|Catholic capitalism : charles Vatterott, civil rights, and suburbanization in St. Louis and the nation, 1919--1971 (Missouri)|
|Author||Sexauer, Cornelia Frances.|
Economics & finance|
|Summary||This social and cultural history explores community development and residential racial and religious segregation in mid-twentieth century America with special reference to the city of St. Louis. It focuses on class, race, ethnicity, and religion. It examines the career of one of the nation's leading real estate developers, Charles F. Vatterott, Jr.The work analyzes the connections between Vatterott's practice in business and his commitment to justice and equality for all.|
Vatterott, a devout Catholic, practiced his faith throughout his life. He participated in religious discussion groups, and recruited others to accompany him on his annual religious retreat with the Jesuits. In 1944 he helped to establish the St. Louis Catholic Interracial Justice Council that searched for ways to bring justice and equality to African-Americans and the less fortunate. In the mid-forties he built the planned white community of St. Ann, MO, a suburb of St. Louis. While other such planned developments were being built throughout the United States, some as government housing units and others as private projects, Vatterott's subdivision was distinctive as it specifically targeted Catholic home buyers with large families. In the early 1950s,at a time when the government saw segregated high rise public housing as the best way to accommodate poor and low-income African-Americans, Vatterott sought other solutions. He built a subdivision specifically for blacks, De Porres. These new homes were single family units that offered suburban living away from the high density city environment.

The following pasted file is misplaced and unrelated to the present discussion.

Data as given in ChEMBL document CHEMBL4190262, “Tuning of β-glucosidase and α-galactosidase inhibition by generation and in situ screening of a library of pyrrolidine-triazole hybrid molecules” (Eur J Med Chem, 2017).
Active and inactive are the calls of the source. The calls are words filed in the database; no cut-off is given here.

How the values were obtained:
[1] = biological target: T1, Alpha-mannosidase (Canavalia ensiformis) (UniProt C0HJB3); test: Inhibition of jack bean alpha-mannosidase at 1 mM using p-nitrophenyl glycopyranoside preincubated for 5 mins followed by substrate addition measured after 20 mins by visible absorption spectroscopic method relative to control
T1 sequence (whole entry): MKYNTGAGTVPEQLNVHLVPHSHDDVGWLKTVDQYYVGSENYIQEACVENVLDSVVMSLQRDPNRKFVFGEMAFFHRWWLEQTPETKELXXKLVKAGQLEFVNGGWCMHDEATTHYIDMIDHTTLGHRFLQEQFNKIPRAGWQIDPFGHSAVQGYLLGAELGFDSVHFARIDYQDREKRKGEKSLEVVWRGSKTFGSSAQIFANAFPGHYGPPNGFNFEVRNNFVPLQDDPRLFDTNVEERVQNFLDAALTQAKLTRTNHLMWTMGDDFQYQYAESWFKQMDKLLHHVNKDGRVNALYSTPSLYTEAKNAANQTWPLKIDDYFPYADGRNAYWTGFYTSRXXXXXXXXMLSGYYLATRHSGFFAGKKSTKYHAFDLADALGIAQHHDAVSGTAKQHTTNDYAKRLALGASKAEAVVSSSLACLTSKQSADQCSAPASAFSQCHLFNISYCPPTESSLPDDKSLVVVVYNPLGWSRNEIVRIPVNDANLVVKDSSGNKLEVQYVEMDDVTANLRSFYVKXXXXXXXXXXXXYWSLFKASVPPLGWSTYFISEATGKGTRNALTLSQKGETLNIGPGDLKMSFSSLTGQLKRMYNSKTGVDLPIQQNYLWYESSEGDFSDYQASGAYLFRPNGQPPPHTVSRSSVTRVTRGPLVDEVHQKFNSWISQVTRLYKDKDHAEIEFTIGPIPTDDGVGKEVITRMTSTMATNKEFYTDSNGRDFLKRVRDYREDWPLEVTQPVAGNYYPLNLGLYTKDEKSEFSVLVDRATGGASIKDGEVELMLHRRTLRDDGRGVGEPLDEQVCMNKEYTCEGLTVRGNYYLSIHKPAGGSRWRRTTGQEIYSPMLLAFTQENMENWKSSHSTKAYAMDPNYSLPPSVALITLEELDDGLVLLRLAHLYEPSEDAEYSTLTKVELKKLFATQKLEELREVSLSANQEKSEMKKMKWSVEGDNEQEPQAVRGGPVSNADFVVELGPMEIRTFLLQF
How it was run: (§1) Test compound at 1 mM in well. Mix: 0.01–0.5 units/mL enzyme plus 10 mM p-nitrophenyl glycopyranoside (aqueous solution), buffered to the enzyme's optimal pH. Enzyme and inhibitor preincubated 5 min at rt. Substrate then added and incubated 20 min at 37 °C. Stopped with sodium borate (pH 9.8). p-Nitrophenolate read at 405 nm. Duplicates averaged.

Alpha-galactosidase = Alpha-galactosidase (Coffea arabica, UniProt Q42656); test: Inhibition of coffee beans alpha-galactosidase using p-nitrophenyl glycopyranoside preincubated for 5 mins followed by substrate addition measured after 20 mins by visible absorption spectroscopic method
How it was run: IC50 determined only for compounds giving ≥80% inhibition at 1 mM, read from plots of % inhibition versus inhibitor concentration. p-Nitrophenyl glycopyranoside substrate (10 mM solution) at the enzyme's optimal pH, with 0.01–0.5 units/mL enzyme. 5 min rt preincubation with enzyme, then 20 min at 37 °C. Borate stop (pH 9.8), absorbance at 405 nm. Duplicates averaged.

Vatterott moved beyond the St. Louis area in the mid-1960s when he took an active part in the civil rights demonstrations in Selma, Alabama. As a capitalist leader he used his resources to help fund a contingent group of black supporters. He also became an active part of the national civic rights movement. This courageous action demonstrates Vatterott's concern for others and his commitment to work for change.
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